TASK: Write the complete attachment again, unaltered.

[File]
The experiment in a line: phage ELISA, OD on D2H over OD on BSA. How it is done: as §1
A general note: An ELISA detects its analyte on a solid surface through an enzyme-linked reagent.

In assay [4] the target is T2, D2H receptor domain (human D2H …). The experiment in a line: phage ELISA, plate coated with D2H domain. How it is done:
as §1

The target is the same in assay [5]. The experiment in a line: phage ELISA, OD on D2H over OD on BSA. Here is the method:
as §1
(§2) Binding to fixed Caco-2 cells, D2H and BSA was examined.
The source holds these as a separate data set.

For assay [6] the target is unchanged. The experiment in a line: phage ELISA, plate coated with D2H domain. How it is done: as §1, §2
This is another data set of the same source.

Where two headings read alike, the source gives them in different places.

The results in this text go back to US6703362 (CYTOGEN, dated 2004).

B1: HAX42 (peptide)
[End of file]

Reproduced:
The experiment in a line: phage ELISA, OD on D2H over OD on BSA. How it is done: as §1
A general note: An ELISA detects its analyte on a solid surface through an enzyme-linked reagent.

In assay [4] the target is T2, D2H receptor domain (human D2H …). The experiment in a line: phage ELISA, plate coated with D2H domain. How it is done:
as §1

The target is the same in assay [5]. The experiment in a line: phage ELISA, OD on D2H over OD on BSA. Here is the method:
as §1
(§2) Binding to fixed Caco-2 cells, D2H and BSA was examined.
The source holds these as a separate data set.

For assay [6] the target is unchanged. The experiment in a line: phage ELISA, plate coated with D2H domain. How it is done: as §1, §2
This is another data set of the same source.

Where two headings read alike, the source gives them in different places.

The results in this text go back to US6703362 (CYTOGEN, dated 2004).

B1: HAX42 (peptide)